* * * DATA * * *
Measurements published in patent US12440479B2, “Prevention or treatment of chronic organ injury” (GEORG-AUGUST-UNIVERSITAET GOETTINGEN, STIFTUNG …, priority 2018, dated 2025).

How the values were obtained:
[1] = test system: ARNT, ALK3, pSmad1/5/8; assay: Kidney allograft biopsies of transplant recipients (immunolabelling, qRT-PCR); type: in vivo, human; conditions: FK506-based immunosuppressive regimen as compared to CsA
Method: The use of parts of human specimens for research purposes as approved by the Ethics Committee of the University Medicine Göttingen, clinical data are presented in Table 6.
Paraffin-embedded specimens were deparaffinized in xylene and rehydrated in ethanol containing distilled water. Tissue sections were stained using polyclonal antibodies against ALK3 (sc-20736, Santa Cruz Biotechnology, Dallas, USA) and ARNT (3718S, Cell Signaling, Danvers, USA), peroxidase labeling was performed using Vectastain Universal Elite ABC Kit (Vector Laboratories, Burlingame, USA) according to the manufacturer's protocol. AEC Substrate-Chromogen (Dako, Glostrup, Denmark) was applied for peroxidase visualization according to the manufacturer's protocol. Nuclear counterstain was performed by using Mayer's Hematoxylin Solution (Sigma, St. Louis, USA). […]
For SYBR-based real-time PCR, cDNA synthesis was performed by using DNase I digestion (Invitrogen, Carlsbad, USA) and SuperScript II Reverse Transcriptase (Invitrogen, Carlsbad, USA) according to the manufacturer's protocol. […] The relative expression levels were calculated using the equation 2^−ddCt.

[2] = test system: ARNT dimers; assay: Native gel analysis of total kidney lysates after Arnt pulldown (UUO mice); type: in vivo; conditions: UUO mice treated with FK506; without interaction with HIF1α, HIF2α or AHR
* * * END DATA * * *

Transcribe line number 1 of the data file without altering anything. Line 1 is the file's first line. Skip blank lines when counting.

Measurements published in patent US12440479B2, “Prevention or treatment of chronic organ injury” (GEORG-AUGUST-UNIVERSITAET GOETTINGEN, STIFTUNG …, priority 2018, dated 2025).